Bec Smith – What’s for breakfast?
Richard Branson – This is certainly one of the more interesting questions I’ve ever been asked! Anyway, vegetable smoothie, a berry smoothie and I suspect I might ruin the healthy food with a fry up!
Hazel Loke – Sir, you are playing multiple roles and have so many ongoing projects. Please share how you organize your daily schedule?
Richard Branson – I keep my own diary, because I find I can organise my life much better that way. When I’m travelling, which is quite a lot of the year, life is manic. If you checked my blog out from yesterday, you’ll realise that’s a fairly typical day! When i’m on Necker Island I try to find time to get really fit, wake up in the morning and if the wind is up go kitesurfing or surfing, then play a game of tennis. As the day heats up I get my work done. We always have fascinating people on Necker, so I join them for lunch, maybe go sailing with them, then back to work, maybe a bit of tennis in the evening and then socialising with everybody later on. I’ve reached the age where keeping fit is critical – but that applies to all of us whatever age we are.
Sally Maree Smith – how do you explain to your bosses if they show respect they will get better results from their staff?? Without coming across as “trying to tell them how to do their jobs” haha xxx
Richard Branson – It’s a good question. If you send me their addresses I’ll be happy to drop them a line!! It’s so sad that leaders sometimes don’t realise that they would do so much better not to be perceived as bosses, but as friends. They should roll up their sleeves, mess in, and treat people well, take them for a drink in the evenings. One good way of telling if a boss has got it right is whether they let you call them their first name – personally if they don’t I don’t think they deserve to be a boss.
Mawanda Godfrey – How do u manage all that big number of employee
Richard Branson – I don’t! I have a wonderful team of people who I delegate to. Learnt the art of doing that from a very young age, so I can sit back and look at the bigger picture, dive in when firefighting is needed and spend time on my ventures, both business and not-for-profit
Leon Bubenicek – How do you deal with competitor smear campaigns? Ignore it or challenge it?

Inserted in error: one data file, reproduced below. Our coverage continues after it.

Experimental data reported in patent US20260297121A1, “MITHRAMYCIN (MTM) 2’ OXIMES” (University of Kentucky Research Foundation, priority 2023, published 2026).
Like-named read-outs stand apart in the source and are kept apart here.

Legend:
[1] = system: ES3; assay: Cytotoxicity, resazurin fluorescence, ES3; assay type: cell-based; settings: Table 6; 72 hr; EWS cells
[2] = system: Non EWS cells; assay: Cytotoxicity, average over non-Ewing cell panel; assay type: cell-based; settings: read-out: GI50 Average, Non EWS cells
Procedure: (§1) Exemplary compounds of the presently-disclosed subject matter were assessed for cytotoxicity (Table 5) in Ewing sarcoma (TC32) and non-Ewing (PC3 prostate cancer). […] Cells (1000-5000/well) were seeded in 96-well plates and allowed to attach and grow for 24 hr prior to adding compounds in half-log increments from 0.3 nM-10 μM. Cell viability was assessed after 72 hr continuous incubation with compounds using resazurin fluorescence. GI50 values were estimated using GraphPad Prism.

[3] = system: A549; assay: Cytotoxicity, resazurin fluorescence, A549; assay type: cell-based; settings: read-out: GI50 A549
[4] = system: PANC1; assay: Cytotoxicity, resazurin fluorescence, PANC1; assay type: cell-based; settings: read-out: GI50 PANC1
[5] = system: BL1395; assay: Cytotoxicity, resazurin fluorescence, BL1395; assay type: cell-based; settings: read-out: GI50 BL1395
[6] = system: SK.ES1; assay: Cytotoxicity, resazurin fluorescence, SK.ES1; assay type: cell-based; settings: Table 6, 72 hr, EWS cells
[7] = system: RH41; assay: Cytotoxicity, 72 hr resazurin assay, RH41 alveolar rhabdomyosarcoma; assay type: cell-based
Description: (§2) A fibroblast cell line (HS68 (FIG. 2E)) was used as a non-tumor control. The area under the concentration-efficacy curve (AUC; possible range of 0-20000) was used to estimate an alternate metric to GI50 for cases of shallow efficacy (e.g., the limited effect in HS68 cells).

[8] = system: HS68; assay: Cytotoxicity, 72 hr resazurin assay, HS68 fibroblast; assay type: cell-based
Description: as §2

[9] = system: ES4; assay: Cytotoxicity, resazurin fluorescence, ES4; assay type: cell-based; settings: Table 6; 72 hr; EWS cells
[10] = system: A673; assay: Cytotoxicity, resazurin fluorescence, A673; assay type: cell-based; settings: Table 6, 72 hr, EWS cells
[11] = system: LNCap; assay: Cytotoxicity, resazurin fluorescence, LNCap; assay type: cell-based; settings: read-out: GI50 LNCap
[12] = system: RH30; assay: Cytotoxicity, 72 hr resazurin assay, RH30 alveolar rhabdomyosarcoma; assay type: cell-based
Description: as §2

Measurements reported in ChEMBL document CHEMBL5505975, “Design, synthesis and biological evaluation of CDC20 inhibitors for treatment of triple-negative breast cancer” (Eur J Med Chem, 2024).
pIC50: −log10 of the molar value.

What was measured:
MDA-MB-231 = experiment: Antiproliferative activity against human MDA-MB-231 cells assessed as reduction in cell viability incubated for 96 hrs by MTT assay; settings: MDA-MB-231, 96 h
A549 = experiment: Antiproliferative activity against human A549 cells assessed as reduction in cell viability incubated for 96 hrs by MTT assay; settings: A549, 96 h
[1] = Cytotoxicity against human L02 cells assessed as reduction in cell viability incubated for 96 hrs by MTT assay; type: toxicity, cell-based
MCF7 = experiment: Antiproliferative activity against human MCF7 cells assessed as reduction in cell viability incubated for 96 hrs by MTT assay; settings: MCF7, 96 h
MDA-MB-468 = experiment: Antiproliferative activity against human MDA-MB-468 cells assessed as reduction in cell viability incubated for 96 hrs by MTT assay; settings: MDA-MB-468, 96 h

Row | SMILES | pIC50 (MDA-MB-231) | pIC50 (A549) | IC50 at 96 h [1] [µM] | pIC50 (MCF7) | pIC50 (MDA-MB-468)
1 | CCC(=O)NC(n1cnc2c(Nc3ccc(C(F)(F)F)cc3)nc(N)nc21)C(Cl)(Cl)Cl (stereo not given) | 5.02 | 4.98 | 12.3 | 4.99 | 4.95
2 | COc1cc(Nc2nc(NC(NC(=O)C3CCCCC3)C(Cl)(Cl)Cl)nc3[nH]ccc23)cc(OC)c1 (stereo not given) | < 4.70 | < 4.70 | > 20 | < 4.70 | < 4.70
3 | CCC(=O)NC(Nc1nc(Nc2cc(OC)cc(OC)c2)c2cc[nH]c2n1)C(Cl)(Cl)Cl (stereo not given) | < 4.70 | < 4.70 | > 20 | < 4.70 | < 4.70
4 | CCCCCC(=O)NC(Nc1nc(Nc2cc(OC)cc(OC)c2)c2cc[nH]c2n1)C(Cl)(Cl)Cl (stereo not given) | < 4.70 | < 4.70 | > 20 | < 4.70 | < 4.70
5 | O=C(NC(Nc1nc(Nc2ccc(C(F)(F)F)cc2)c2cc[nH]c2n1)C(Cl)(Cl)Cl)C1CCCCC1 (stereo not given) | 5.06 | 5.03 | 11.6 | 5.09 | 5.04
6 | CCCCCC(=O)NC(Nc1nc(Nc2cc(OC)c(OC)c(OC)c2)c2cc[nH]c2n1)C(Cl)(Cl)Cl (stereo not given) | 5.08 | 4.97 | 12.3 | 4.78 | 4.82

Richard Branson – We’ve had a number of major smear campaigns from bigger competitors – the most famous of which was the BA Dirty Tricks campaign, where they did everything they could to drive us out of business using very dirty tactics, the story of which I told in Losing My Virginity. We very much went out on the attack, we went to the press, we took them to court, we won the highest libel damages in history, which we redistributed to all our staff at Christmas – it became known as the BA Christmas bonus! If you’re suffering the same problem, I suggest you go out on the attack, but remember the press generally favour the bigger company because they know they will be around for years. So you need brave journalists to expose it. Ultimately, the way Virgin Atlantic survived was by having a much better product than BA – that’s something you also need to take into account.
Ngonie Simbas – How to l change my mindset to think and see things the way you see them.
Richard Branson – Be yourself. Look for the best attributes of yourself, and then follow those attributes and turn them into dreams. And good luck!
Richard Branson – Sadly the head of Virgin Galactic has just arrived for a meeting. I’ve really enjoyed this morning – must do this more often! I’ve just published a new book called The Virgin Way, which hopefully will answer some of the questions I haven’t been able to get around to. Look forward to bumping into you all one day. Best, Richard
You can buy Sir Richard Branson’s new book The Virgin Way, right here: virg.in/TVWay I already have my copy on pre order and cannot wait for it to be released. Eeeeek! Excited much?
I think if I had a chance to ask Richard Branson anything I could, it would be: “What do you do when a massive project you are in love with isn’t moving as fast as you would like it to?” With 3 small kids around me, patience is THE hardest lesson I’m learning.
Alright, it’s your turn. Your call to action. Tell me in the comments below:
1) what was your biggest a-ha or insight from Richard Branson’s Facebook Q&A?
2) and if you came across one of your business idols giving away free advice, who would it be and what question would you ask them?
Big love to you Warriors, stay awesome!